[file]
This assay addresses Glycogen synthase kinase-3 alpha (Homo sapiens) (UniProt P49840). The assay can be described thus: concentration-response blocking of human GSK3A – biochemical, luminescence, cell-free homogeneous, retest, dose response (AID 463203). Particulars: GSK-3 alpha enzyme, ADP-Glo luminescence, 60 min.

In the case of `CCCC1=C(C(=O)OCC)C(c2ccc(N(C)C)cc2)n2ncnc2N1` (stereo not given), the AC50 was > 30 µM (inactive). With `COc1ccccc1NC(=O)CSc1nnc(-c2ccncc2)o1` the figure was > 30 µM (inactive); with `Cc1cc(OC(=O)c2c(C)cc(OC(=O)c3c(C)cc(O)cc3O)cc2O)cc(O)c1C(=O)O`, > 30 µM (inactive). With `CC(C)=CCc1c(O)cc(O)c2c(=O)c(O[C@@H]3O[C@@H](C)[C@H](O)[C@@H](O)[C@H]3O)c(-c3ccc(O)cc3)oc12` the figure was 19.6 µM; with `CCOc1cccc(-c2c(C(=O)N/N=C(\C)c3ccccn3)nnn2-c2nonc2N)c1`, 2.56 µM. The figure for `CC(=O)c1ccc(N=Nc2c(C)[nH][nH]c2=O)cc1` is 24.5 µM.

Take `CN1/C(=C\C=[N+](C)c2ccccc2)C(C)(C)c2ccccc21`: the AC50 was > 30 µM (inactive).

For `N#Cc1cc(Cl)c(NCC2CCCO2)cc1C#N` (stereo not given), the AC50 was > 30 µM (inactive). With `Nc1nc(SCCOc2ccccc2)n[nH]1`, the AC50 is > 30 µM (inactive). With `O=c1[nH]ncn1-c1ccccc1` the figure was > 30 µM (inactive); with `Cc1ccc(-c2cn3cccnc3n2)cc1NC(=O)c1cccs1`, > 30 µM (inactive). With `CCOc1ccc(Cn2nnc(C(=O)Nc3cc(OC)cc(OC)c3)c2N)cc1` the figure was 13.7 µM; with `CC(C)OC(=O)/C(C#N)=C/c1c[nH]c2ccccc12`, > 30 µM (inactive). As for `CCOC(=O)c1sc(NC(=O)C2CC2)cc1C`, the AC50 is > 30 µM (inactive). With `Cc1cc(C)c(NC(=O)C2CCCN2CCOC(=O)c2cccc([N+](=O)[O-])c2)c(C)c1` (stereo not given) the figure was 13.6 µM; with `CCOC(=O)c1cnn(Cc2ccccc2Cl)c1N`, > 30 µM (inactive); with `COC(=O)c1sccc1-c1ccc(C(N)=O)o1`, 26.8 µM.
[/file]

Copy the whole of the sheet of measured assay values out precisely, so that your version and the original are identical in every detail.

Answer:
This assay addresses Glycogen synthase kinase-3 alpha (Homo sapiens) (UniProt P49840). The assay can be described thus: concentration-response blocking of human GSK3A – biochemical, luminescence, cell-free homogeneous, retest, dose response (AID 463203). Particulars: GSK-3 alpha enzyme, ADP-Glo luminescence, 60 min.

In the case of `CCCC1=C(C(=O)OCC)C(c2ccc(N(C)C)cc2)n2ncnc2N1` (stereo not given), the AC50 was > 30 µM (inactive). With `COc1ccccc1NC(=O)CSc1nnc(-c2ccncc2)o1` the figure was > 30 µM (inactive); with `Cc1cc(OC(=O)c2c(C)cc(OC(=O)c3c(C)cc(O)cc3O)cc2O)cc(O)c1C(=O)O`, > 30 µM (inactive). With `CC(C)=CCc1c(O)cc(O)c2c(=O)c(O[C@@H]3O[C@@H](C)[C@H](O)[C@@H](O)[C@H]3O)c(-c3ccc(O)cc3)oc12` the figure was 19.6 µM; with `CCOc1cccc(-c2c(C(=O)N/N=C(\C)c3ccccn3)nnn2-c2nonc2N)c1`, 2.56 µM. The figure for `CC(=O)c1ccc(N=Nc2c(C)[nH][nH]c2=O)cc1` is 24.5 µM.

Take `CN1/C(=C\C=[N+](C)c2ccccc2)C(C)(C)c2ccccc21`: the AC50 was > 30 µM (inactive).

For `N#Cc1cc(Cl)c(NCC2CCCO2)cc1C#N` (stereo not given), the AC50 was > 30 µM (inactive). With `Nc1nc(SCCOc2ccccc2)n[nH]1`, the AC50 is > 30 µM (inactive). With `O=c1[nH]ncn1-c1ccccc1` the figure was > 30 µM (inactive); with `Cc1ccc(-c2cn3cccnc3n2)cc1NC(=O)c1cccs1`, > 30 µM (inactive). With `CCOc1ccc(Cn2nnc(C(=O)Nc3cc(OC)cc(OC)c3)c2N)cc1` the figure was 13.7 µM; with `CC(C)OC(=O)/C(C#N)=C/c1c[nH]c2ccccc12`, > 30 µM (inactive). As for `CCOC(=O)c1sc(NC(=O)C2CC2)cc1C`, the AC50 is > 30 µM (inactive). With `Cc1cc(C)c(NC(=O)C2CCCN2CCOC(=O)c2cccc([N+](=O)[O-])c2)c(C)c1` (stereo not given) the figure was 13.6 µM; with `CCOC(=O)c1cnn(Cc2ccccc2Cl)c1N`, > 30 µM (inactive); with `COC(=O)c1sccc1-c1ccc(C(N)=O)o1`, 26.8 µM.